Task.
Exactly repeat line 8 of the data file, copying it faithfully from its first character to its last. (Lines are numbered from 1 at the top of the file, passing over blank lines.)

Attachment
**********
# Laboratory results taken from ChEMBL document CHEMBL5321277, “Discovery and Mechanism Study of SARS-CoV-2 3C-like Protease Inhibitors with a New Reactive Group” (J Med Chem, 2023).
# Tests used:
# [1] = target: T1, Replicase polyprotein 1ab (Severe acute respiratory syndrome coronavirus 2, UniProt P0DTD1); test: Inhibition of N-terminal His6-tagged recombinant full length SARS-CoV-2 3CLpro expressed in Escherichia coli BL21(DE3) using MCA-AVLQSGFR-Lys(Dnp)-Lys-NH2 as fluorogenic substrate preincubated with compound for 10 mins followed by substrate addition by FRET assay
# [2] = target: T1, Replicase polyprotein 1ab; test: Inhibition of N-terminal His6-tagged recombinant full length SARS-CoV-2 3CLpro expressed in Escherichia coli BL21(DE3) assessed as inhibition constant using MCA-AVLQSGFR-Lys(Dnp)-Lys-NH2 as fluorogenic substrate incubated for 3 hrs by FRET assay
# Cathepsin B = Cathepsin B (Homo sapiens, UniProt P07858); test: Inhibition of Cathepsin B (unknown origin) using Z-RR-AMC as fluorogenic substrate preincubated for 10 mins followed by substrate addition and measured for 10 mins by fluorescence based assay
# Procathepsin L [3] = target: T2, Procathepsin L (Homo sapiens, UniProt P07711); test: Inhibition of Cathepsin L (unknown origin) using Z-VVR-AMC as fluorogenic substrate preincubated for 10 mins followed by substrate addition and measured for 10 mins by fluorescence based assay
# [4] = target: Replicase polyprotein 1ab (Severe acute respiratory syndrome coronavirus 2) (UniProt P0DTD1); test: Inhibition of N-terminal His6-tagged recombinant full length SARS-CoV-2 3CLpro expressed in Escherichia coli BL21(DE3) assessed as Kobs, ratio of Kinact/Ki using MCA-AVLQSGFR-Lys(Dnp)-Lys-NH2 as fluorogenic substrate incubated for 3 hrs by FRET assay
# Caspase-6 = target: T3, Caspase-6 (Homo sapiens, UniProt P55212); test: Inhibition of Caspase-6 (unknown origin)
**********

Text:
# Caspase-6 = target: T3, Caspase-6 (Homo sapiens, UniProt P55212); test: Inhibition of Caspase-6 (unknown origin)